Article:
By Brittany Littleton
Elder Law is an aspect of estate planning that focuses on helping families make sure their aging and ill loved ones get the health care they need in an affordable way. Does your estate plan address the possibility that you may need long-term care as you age?
Many seniors are surprised to learn that skilled nursing facilities are not covered by Medicare. Because health care costs have risen much faster than most people’s investments have grown, Social Security income and retirement savings alone often are insufficient to pay for the cost of a nursing home – especially if one spouse is healthy enough to stay at home and your resources must still be available to cover that person’s living expenses, too. In these instances, Medicaid is often the best recourse for ensuring access to affordable long-term care.
Medicaid is government assistance with health care costs for some people with limited income or resources. Even if you have paid taxes for decades, you only qualify for Medicaid if you meet the government’s narrow definition of “poor.” However, it is a common misconception that you must deplete almost all your assets before you can apply for this assistance. With foresight, that tragic reality can be avoided. There are asset protection strategies that can give you and your spouse options to receive the quality of care you deserve.
The sooner you plan for long-term care, the more options you have. Most planning strategies include asset re-allocation that enables your family to retain the assets you earned over your lifetime. However, when determining if you qualify for the program, Medicaid looks back at any gifts you have made within the past five years. Your goal should be to build a longterm care plan at least five years before you need it.
It is important to note that long-term care planning means more than making gifts to your family. Outright gifts will expose your assets to bankruptcy, divorce or creditor issues. It is safer to use a unique type of trust, often referred to by elder law attorneys as a Medicaid Asset Protection Trust. When drafted and funded correctly, it can make sure your money stays in the family, protected from unforeseen hardship, while still allowing you to qualify for Medicaid when you need it. Attorneys that practice elder law are trained to do this complex advanced estate planning. I recommend looking for an attorney who is a member of the National Academy of Elder Law Attorneys. You can search for one near you at www.naela.org/findalawyer. You may be wondering what happens if you do not have the luxury of planning in advance. In that case, the tools available to you or your spouse are more limited, but here are still strategies that can expedite your qualification for Medicaid while preserving a significant amount of your savings. If you have loved ones who need immediate care, do not make the mistake of thinking your only way out of that dilemma is to spend all their money. Seek the advice of an experienced elder law attorney. Your loved one’s quality of life depends on it.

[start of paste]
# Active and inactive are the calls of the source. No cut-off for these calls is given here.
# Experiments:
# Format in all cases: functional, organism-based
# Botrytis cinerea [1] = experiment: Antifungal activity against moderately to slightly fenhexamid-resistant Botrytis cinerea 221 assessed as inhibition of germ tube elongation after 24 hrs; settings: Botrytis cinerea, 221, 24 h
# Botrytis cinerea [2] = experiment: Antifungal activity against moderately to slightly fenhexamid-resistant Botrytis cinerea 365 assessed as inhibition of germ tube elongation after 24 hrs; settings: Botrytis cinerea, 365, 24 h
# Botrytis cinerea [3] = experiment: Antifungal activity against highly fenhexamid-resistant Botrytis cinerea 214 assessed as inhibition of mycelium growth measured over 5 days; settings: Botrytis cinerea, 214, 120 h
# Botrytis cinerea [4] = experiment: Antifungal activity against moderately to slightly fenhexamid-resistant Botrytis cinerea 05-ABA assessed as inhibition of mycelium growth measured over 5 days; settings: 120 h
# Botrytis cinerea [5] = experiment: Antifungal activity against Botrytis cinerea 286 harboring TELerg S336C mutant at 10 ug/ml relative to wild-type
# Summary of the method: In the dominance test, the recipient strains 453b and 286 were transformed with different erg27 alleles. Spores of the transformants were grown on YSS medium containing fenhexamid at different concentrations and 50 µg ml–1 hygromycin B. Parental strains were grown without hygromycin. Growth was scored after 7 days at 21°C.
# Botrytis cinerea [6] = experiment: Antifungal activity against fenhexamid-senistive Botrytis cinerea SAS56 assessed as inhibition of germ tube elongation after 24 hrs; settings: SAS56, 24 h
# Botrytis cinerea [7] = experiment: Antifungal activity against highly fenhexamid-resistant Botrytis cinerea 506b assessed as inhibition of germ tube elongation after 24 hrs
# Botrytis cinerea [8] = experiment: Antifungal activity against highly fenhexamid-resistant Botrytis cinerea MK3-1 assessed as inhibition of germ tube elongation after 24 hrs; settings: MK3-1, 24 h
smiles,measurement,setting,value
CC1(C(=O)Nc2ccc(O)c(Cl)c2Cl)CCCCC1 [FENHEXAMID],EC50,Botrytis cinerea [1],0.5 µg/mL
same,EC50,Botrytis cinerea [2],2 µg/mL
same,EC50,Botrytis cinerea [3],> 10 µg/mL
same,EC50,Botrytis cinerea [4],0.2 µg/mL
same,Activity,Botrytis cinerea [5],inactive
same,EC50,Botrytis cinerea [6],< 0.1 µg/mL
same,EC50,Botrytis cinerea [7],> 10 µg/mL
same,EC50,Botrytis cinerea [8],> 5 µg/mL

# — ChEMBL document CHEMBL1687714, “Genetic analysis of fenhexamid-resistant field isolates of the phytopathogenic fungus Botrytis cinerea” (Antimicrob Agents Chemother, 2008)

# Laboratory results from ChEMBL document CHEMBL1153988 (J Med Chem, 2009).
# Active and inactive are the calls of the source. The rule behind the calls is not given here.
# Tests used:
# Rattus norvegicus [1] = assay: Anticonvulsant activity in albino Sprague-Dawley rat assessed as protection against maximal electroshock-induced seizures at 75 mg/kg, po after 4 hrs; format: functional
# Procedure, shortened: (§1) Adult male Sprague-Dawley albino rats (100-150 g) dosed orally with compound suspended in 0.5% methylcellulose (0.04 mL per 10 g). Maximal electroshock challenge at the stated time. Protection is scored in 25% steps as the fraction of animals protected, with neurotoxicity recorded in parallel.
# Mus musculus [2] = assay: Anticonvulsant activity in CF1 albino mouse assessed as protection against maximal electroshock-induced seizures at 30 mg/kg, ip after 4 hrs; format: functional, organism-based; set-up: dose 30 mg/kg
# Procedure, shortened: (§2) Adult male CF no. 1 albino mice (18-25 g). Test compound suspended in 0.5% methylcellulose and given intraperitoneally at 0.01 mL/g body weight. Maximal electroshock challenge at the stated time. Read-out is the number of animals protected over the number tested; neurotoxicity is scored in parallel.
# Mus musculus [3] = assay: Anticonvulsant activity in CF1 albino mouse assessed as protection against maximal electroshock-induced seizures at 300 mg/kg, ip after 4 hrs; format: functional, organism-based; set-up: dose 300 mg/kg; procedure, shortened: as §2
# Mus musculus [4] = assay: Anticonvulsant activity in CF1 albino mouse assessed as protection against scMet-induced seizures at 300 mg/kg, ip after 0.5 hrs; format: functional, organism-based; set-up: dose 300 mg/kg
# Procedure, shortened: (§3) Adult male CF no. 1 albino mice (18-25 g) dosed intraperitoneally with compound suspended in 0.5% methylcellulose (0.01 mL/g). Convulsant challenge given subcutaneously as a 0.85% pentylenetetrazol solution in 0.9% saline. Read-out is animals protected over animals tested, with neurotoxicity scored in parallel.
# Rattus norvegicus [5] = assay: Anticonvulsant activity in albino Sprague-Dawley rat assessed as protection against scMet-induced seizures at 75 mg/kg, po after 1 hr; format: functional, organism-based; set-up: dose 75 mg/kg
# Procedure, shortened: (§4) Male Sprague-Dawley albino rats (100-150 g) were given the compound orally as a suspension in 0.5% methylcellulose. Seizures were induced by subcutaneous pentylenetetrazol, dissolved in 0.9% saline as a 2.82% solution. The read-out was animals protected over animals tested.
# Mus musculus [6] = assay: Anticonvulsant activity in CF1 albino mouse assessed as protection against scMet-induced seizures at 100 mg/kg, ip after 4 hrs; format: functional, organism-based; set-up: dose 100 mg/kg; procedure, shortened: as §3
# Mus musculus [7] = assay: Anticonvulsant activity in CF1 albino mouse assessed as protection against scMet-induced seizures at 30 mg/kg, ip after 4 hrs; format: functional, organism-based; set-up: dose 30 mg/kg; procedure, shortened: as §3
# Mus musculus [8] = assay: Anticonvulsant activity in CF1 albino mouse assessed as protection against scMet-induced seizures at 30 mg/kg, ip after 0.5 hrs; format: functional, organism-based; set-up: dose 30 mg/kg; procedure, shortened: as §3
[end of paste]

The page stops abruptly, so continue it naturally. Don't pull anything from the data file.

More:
Brittany Littleton owns and operates Littleton Legal. Her practice focuses on business law, estate planning, elder law, trust administration and probate. She is a firm believer that clients are best served when their legal, financial and accounting advisors are working collaboratively to strategize and advocate on their behalf.
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